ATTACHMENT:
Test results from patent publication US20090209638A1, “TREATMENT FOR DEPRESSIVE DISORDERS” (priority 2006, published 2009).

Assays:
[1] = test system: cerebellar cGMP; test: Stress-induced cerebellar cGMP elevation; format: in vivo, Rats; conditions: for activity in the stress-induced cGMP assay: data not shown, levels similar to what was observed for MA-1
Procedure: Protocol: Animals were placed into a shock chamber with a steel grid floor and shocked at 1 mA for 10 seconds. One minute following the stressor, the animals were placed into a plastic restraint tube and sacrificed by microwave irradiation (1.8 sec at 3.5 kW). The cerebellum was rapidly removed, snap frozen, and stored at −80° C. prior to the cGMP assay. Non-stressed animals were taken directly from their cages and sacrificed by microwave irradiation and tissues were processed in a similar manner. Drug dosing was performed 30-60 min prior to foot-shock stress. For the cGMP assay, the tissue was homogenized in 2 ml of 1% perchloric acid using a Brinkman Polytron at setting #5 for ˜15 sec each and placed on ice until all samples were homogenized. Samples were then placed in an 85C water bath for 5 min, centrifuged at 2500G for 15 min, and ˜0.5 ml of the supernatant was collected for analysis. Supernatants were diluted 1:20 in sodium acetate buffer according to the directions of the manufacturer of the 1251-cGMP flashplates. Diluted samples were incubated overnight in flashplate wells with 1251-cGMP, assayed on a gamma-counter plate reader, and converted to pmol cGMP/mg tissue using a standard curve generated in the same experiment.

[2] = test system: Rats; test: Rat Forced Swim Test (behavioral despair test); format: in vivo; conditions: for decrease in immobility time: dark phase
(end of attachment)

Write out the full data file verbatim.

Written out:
Test results from patent publication US20090209638A1, “TREATMENT FOR DEPRESSIVE DISORDERS” (priority 2006, published 2009).

Assays:
[1] = test system: cerebellar cGMP; test: Stress-induced cerebellar cGMP elevation; format: in vivo, Rats; conditions: for activity in the stress-induced cGMP assay: data not shown, levels similar to what was observed for MA-1
Procedure: Protocol: Animals were placed into a shock chamber with a steel grid floor and shocked at 1 mA for 10 seconds. One minute following the stressor, the animals were placed into a plastic restraint tube and sacrificed by microwave irradiation (1.8 sec at 3.5 kW). The cerebellum was rapidly removed, snap frozen, and stored at −80° C. prior to the cGMP assay. Non-stressed animals were taken directly from their cages and sacrificed by microwave irradiation and tissues were processed in a similar manner. Drug dosing was performed 30-60 min prior to foot-shock stress. For the cGMP assay, the tissue was homogenized in 2 ml of 1% perchloric acid using a Brinkman Polytron at setting #5 for ˜15 sec each and placed on ice until all samples were homogenized. Samples were then placed in an 85C water bath for 5 min, centrifuged at 2500G for 15 min, and ˜0.5 ml of the supernatant was collected for analysis. Supernatants were diluted 1:20 in sodium acetate buffer according to the directions of the manufacturer of the 1251-cGMP flashplates. Diluted samples were incubated overnight in flashplate wells with 1251-cGMP, assayed on a gamma-counter plate reader, and converted to pmol cGMP/mg tissue using a standard curve generated in the same experiment.

[2] = test system: Rats; test: Rat Forced Swim Test (behavioral despair test); format: in vivo; conditions: for decrease in immobility time: dark phase